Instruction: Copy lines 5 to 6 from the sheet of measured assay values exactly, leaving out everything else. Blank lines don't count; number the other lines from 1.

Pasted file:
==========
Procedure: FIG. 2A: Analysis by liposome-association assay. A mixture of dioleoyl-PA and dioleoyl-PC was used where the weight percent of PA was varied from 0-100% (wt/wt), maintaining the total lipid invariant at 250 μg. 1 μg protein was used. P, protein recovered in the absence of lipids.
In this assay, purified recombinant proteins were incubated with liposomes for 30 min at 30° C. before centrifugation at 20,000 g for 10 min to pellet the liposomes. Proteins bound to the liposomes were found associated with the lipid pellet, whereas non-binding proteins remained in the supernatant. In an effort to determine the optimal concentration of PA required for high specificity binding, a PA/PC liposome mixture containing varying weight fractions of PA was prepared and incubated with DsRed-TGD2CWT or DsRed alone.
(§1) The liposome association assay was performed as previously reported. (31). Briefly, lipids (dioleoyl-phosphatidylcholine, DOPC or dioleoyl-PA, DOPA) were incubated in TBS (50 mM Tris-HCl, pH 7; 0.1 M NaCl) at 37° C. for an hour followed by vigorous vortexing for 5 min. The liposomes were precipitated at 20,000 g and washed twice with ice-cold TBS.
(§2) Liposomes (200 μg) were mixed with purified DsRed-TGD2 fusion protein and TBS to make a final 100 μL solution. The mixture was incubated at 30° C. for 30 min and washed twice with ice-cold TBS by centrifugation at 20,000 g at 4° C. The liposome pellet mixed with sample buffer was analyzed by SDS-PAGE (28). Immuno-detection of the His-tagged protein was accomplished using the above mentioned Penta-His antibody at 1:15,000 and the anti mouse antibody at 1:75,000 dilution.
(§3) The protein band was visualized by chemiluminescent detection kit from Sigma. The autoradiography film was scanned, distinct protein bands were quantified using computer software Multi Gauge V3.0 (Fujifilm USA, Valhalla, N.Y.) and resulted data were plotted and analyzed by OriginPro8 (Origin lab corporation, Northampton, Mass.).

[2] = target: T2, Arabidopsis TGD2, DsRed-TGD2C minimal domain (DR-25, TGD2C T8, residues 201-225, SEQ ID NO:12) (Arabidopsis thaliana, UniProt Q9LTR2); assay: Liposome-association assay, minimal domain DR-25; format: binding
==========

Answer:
(§3) The protein band was visualized by chemiluminescent detection kit from Sigma. The autoradiography film was scanned, distinct protein bands were quantified using computer software Multi Gauge V3.0 (Fujifilm USA, Valhalla, N.Y.) and resulted data were plotted and analyzed by OriginPro8 (Origin lab corporation, Northampton, Mass.).

[2] = target: T2, Arabidopsis TGD2, DsRed-TGD2C minimal domain (DR-25, TGD2C T8, residues 201-225, SEQ ID NO:12) (Arabidopsis thaliana, UniProt Q9LTR2); assay: Liposome-association assay, minimal domain DR-25; format: binding